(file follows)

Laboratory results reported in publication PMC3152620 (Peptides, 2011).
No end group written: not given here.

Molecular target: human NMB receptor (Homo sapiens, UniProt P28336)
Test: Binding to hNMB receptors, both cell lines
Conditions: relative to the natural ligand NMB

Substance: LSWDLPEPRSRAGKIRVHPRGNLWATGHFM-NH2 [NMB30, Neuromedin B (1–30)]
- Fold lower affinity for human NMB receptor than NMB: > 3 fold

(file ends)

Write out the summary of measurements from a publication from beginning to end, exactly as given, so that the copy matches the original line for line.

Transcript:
Laboratory results reported in publication PMC3152620 (Peptides, 2011).
No end group written: not given here.

Molecular target: human NMB receptor (Homo sapiens, UniProt P28336)
Test: Binding to hNMB receptors, both cell lines
Conditions: relative to the natural ligand NMB

Substance: LSWDLPEPRSRAGKIRVHPRGNLWATGHFM-NH2 [NMB30, Neuromedin B (1–30)]
- Fold lower affinity for human NMB receptor than NMB: > 3 fold